Anna Hibiscus by Atinuke, illustrated by Lauren Tobia.
Kane Miller, EDC Publishing, Tulsa, Oklahoma, 2010. (First published in London in 2007.)
Elementary chapter book fiction, 112 pages.
Lexile: 670L .
AR Level: 4.1 (worth 1.0 points) .
NOTE: This is the first book in the Anna Hibiscus chapter book series.
Anna Hibiscus lives in amazing Africa with her mother and father and baby brothers Double and Trouble.
I’d heard about this author for a while but could not get any of her books. Once I found them on Amazon, it took some time to determine the order. This is the first chapter book in the Anna Hibiscus series (Atinuke also has other books).
This book is actually four interconnected short stories, so they can be read individually.
Anna Hibiscus on Holiday
Anna Hibiscus lives with her mother and father and twin baby brothers in a big compound with her grandmother and grandfather and aunts and uncles and all of the cousins. Everything about it is perfect, except for one thing. Her Canadian mother remembers life with privacy fondly, so they are going to take a vacation, just the five of them. This is a lovely story about the benefits of big families and the reasoning behind the African way of doing things, perfect for introducing the Western reader to Africa and Anna herself.
Auntie Comfort has been studying in America, but now she is coming home! Everyone is so excited, but… will she remember how to dress? How to eat? How to behave like an African lady? This story addresses very real fears of assimilation and cultural loss. There is even a bit of balance as Auntie Comfort wears a traditional dress to greet her parents, but chooses a modern swimsuit for swimming with the younger generation.
Anna Hibiscus Sells Oranges
This is a short but incredibly meaningful story. Anna Hibiscus is bored with her pretty compound and her little cousins and her big family. She wants to be like the orange seller girls who work in the street outside her home. So she picks a basket of oranges and takes them out into the street. She is clean and her oranges are fresher, so she sells a basket, then another, and the other girls sell none. When her father comes home, she overhears him talking and realizes what she has done.
The best part of this story is the way her Grandfather addresses the issue after he finds out. If you only read one Anna Hibiscus story, don’t miss this one.
I had to laugh. While it certainly doesn’t snow year-round in Wisconsin, it is a routine and mundane occurrence all winter. Some families do record the date of a child’s first snowfall. I have heard from international friends that their first snow was a special experience, quickly surpassed by how cold it can get! My favorite memory is of a Buddhist monk I met in college. He attempted to keep his cold weather clothing the same color as his robes, which ironically led to him wearing fluorescent orange hunting gear.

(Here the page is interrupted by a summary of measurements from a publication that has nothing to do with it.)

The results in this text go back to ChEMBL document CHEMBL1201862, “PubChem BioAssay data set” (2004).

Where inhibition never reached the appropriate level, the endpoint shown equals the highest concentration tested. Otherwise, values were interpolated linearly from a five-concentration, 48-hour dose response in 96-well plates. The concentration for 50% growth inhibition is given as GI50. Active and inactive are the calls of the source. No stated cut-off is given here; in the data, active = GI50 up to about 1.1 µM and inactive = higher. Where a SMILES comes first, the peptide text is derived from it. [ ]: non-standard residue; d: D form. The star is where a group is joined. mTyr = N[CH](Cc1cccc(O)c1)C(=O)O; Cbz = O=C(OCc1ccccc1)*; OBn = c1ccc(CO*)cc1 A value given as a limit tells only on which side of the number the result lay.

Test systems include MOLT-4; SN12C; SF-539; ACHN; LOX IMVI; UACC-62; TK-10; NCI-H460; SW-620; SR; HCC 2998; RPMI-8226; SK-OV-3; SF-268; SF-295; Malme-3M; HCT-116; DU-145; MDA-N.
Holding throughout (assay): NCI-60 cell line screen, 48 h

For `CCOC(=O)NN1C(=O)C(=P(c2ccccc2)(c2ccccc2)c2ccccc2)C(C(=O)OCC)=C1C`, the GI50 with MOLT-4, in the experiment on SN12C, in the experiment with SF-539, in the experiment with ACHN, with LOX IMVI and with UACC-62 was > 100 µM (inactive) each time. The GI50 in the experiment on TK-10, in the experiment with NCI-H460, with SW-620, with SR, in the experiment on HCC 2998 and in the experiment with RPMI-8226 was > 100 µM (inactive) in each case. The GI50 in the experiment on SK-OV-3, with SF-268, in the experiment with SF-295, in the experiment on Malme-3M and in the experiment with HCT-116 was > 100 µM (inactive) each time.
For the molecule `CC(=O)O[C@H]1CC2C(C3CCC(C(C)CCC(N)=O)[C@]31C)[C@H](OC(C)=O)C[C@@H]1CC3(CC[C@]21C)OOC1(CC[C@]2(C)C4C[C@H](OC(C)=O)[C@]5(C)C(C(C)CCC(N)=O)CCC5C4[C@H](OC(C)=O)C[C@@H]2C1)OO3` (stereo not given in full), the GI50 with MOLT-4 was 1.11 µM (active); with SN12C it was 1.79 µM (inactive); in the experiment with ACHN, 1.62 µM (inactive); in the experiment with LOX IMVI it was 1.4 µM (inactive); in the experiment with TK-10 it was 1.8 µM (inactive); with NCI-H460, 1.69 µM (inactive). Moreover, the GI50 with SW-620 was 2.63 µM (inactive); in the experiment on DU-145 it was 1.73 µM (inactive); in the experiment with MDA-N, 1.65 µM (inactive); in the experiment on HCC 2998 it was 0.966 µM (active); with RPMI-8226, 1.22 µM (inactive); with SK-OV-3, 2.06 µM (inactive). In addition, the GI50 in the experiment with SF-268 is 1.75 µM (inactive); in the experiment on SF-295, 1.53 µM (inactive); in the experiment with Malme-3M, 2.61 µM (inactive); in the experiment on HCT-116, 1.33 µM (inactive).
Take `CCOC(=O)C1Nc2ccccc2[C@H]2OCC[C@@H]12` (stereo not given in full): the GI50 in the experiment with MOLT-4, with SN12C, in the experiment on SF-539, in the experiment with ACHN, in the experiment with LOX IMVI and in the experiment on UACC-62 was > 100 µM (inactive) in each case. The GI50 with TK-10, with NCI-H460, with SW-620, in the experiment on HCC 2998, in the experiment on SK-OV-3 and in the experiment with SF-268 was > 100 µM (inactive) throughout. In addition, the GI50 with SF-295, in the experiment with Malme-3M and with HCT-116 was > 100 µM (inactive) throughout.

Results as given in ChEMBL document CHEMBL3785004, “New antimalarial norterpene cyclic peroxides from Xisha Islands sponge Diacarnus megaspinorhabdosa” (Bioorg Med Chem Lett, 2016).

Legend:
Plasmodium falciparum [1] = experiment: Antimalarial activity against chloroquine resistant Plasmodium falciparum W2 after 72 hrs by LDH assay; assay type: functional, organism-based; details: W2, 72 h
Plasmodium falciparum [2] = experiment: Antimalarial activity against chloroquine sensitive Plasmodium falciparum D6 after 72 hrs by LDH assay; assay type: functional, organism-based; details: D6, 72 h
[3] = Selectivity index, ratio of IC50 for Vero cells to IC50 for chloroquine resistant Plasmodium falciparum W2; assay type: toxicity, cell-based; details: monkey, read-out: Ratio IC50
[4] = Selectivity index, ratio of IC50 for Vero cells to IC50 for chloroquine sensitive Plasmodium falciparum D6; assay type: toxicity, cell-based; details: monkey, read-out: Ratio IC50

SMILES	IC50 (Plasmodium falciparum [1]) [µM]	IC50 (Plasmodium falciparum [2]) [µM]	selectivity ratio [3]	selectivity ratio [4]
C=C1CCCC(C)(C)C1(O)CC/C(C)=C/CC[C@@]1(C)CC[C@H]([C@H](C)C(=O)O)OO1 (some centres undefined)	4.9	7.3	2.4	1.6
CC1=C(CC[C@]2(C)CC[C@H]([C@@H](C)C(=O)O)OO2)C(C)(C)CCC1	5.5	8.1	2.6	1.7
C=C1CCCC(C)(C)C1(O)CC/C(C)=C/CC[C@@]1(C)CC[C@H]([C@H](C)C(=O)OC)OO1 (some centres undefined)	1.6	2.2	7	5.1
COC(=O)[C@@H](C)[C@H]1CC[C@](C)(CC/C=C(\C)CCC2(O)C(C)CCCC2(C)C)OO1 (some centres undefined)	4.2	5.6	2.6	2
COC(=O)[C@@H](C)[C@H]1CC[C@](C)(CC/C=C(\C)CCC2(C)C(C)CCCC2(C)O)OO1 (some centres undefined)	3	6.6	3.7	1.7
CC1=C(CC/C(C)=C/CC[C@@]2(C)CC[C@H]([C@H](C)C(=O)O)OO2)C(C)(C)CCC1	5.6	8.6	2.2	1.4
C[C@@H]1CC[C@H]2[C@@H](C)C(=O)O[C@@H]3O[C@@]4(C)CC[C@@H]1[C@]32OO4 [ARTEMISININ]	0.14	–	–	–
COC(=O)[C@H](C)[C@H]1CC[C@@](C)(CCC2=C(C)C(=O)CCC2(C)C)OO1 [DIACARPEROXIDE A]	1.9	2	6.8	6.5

But I digress. My favorite part of this story was Uncle Bizi Sunday. He is illiterate, which is mentioned, but the focus instead is on his remarkable gifts and important role in the family and Anna Hibiscus’ life. I also appreciated seeing a man who stays at home and is portrayed as sensitive and nurturing.
The kids’ reaction to this one sort of confused me. I read the first chapter aloud one night, and they weren’t very interested. But then later they asked to read it, and my beginning reader spent quite a bit of time paging through and looking at all the pictures. It was in the “donate-to-library” pile briefly, which caused N to react in horror that we absolutely could not donate this book. So, I think they liked it, but maybe just didn’t want me to read aloud that night?
The interior art is much like the cover art, pencil line art with some gray shading. Like many elementary chapter books, most every page has an illustration, with a few full pages of text and a few full page illustrations. The artwork is the perfect compliment to these charming stories, and the little details are just right. For example, on page 21 Anna Hibiscus’s special blanket has snowflakes and skiers on it, most likely a gift from her Granny Canada, who is referenced later in Sweet Snow. On page 85, as seen above, one of the shirts Auntie Comfort brought from America in an earlier story is hanging out to dry. Hair, clothing, and settings are all appropriately drawn.
There’s not much here that could be seen as bothersome. Some parents might not like the references to bikini swimwear and “tight-tight jean”, but I felt everything was appropriate for a whole-family read-aloud.
Anna Hibiscus is quite young, while the style and independent reading level of this book is better for older elementary students. One solution to this is to read the book aloud to younger children. Another possibility is that older children will still enjoy Anna Hibiscus’ adventures (as many older students like Junie B. Jones books about a kindergarten student).
This book is fairly quiet and gentle, not action packed. But it will appeal to families or readers who enjoy quiet stories. This sweet book paints a lovely picture of one large African family. Highly recommended!